Saturday, Mar. 1-Saturday, Apr. 26, 1-5 pm
Eliot Bible on Display in the Research Library
Here’s a rare opportunity to see our second edition of the Eliot Indian Bible, which was printed in 1685, and combines both the Old and New Testament in one volume. Missionary John Eliot translated the Old and New Testaments into the Natick dialect of the Massachusetts language by taking the phonetic form of the Algonkian/Massachusetts language and using the English (Roman) alphabet to convey the words. His translation was aided immensely by Native preacher and Harvard student Job Nesutan, and the printing was made possible by the assistance of James Printer, a Nipmuc printer’s apprentice. The Bible’s legacy represents a complex history of cultural interaction involving literacy education, religious conversion, and challenges to Native oral tradition. Free.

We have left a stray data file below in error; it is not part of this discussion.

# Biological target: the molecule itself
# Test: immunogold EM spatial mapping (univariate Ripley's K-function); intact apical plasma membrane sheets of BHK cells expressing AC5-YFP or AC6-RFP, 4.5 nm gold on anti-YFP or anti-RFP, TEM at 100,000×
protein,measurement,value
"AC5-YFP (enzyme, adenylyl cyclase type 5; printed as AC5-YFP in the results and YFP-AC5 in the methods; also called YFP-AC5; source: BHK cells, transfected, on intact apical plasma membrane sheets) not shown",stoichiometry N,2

Saturday, Mar. 1, 1-3 pm
A Conversation about America’s Oldest Bible
Join a conversation in the Research Library about the Eliot Bible with two of the nation’s leading scholars on the intersection of Indians, language, and religion. Jessie Little Doe Baird, Wampanoag Language Reclamation Project founder and director, vice-chairwoman of the Mashpee Wampanoag Tribe, and MacArthur Foundation Genius Award recipient presents with Brown University history professor Linford Fisher, author of The Indian Great Awakening. The discussion is in War Theater I and is free with Museum admission, free to Museum members. Plan to visit the Research Library after the talk to view the Bible.